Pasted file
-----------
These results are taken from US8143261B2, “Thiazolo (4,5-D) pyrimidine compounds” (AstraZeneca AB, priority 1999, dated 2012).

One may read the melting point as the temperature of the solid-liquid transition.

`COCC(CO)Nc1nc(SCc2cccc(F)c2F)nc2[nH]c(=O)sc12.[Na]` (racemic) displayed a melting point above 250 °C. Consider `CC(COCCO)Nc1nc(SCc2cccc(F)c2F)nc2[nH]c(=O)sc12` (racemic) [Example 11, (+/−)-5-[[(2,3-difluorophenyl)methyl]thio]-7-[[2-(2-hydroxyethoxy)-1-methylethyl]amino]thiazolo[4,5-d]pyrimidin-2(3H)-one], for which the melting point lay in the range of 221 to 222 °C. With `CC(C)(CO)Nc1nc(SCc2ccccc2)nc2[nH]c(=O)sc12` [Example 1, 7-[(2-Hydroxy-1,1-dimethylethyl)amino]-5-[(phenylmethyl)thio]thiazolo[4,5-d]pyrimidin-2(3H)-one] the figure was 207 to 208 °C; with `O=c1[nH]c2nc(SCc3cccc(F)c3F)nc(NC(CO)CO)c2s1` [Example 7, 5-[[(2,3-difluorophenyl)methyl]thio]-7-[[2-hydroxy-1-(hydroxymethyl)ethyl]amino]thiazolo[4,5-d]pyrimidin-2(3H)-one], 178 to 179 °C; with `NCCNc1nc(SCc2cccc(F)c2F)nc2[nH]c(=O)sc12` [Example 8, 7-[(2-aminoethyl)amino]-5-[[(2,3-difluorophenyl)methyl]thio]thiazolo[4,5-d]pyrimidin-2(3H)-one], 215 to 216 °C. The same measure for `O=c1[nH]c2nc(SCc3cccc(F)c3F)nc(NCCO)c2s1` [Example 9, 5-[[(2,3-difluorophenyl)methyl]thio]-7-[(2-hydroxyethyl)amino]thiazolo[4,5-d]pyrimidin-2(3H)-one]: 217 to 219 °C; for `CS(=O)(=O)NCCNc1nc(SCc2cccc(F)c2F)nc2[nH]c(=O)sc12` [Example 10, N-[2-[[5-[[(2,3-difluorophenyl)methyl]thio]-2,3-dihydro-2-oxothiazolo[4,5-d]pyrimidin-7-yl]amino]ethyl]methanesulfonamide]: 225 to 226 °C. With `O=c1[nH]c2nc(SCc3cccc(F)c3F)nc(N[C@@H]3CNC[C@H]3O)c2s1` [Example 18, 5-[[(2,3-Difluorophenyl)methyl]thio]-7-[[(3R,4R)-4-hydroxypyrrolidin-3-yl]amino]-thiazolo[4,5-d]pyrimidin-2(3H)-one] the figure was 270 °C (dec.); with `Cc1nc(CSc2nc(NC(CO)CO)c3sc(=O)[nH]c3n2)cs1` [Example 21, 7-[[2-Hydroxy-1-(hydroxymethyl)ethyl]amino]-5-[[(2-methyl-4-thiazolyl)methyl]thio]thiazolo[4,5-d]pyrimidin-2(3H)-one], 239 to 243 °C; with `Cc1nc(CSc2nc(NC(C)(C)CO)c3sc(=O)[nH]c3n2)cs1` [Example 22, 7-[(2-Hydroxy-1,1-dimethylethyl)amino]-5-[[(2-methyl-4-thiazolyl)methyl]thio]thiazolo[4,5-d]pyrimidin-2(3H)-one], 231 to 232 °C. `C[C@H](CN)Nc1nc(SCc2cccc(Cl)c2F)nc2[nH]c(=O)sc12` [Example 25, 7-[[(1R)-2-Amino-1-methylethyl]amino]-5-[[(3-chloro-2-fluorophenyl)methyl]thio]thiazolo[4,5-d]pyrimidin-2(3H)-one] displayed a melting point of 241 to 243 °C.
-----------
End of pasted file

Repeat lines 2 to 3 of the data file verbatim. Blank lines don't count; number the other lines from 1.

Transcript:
One may read the melting point as the temperature of the solid-liquid transition.

`COCC(CO)Nc1nc(SCc2cccc(F)c2F)nc2[nH]c(=O)sc12.[Na]` (racemic) displayed a melting point above 250 °C. Consider `CC(COCCO)Nc1nc(SCc2cccc(F)c2F)nc2[nH]c(=O)sc12` (racemic) [Example 11, (+/−)-5-[[(2,3-difluorophenyl)methyl]thio]-7-[[2-(2-hydroxyethoxy)-1-methylethyl]amino]thiazolo[4,5-d]pyrimidin-2(3H)-one], for which the melting point lay in the range of 221 to 222 °C. With `CC(C)(CO)Nc1nc(SCc2ccccc2)nc2[nH]c(=O)sc12` [Example 1, 7-[(2-Hydroxy-1,1-dimethylethyl)amino]-5-[(phenylmethyl)thio]thiazolo[4,5-d]pyrimidin-2(3H)-one] the figure was 207 to 208 °C; with `O=c1[nH]c2nc(SCc3cccc(F)c3F)nc(NC(CO)CO)c2s1` [Example 7, 5-[[(2,3-difluorophenyl)methyl]thio]-7-[[2-hydroxy-1-(hydroxymethyl)ethyl]amino]thiazolo[4,5-d]pyrimidin-2(3H)-one], 178 to 179 °C; with `NCCNc1nc(SCc2cccc(F)c2F)nc2[nH]c(=O)sc12` [Example 8, 7-[(2-aminoethyl)amino]-5-[[(2,3-difluorophenyl)methyl]thio]thiazolo[4,5-d]pyrimidin-2(3H)-one], 215 to 216 °C. The same measure for `O=c1[nH]c2nc(SCc3cccc(F)c3F)nc(NCCO)c2s1` [Example 9, 5-[[(2,3-difluorophenyl)methyl]thio]-7-[(2-hydroxyethyl)amino]thiazolo[4,5-d]pyrimidin-2(3H)-one]: 217 to 219 °C; for `CS(=O)(=O)NCCNc1nc(SCc2cccc(F)c2F)nc2[nH]c(=O)sc12` [Example 10, N-[2-[[5-[[(2,3-difluorophenyl)methyl]thio]-2,3-dihydro-2-oxothiazolo[4,5-d]pyrimidin-7-yl]amino]ethyl]methanesulfonamide]: 225 to 226 °C. With `O=c1[nH]c2nc(SCc3cccc(F)c3F)nc(N[C@@H]3CNC[C@H]3O)c2s1` [Example 18, 5-[[(2,3-Difluorophenyl)methyl]thio]-7-[[(3R,4R)-4-hydroxypyrrolidin-3-yl]amino]-thiazolo[4,5-d]pyrimidin-2(3H)-one] the figure was 270 °C (dec.); with `Cc1nc(CSc2nc(NC(CO)CO)c3sc(=O)[nH]c3n2)cs1` [Example 21, 7-[[2-Hydroxy-1-(hydroxymethyl)ethyl]amino]-5-[[(2-methyl-4-thiazolyl)methyl]thio]thiazolo[4,5-d]pyrimidin-2(3H)-one], 239 to 243 °C; with `Cc1nc(CSc2nc(NC(C)(C)CO)c3sc(=O)[nH]c3n2)cs1` [Example 22, 7-[(2-Hydroxy-1,1-dimethylethyl)amino]-5-[[(2-methyl-4-thiazolyl)methyl]thio]thiazolo[4,5-d]pyrimidin-2(3H)-one], 231 to 232 °C. `C[C@H](CN)Nc1nc(SCc2cccc(Cl)c2F)nc2[nH]c(=O)sc12` [Example 25, 7-[[(1R)-2-Amino-1-methylethyl]amino]-5-[[(3-chloro-2-fluorophenyl)methyl]thio]thiazolo[4,5-d]pyrimidin-2(3H)-one] displayed a melting point of 241 to 243 °C.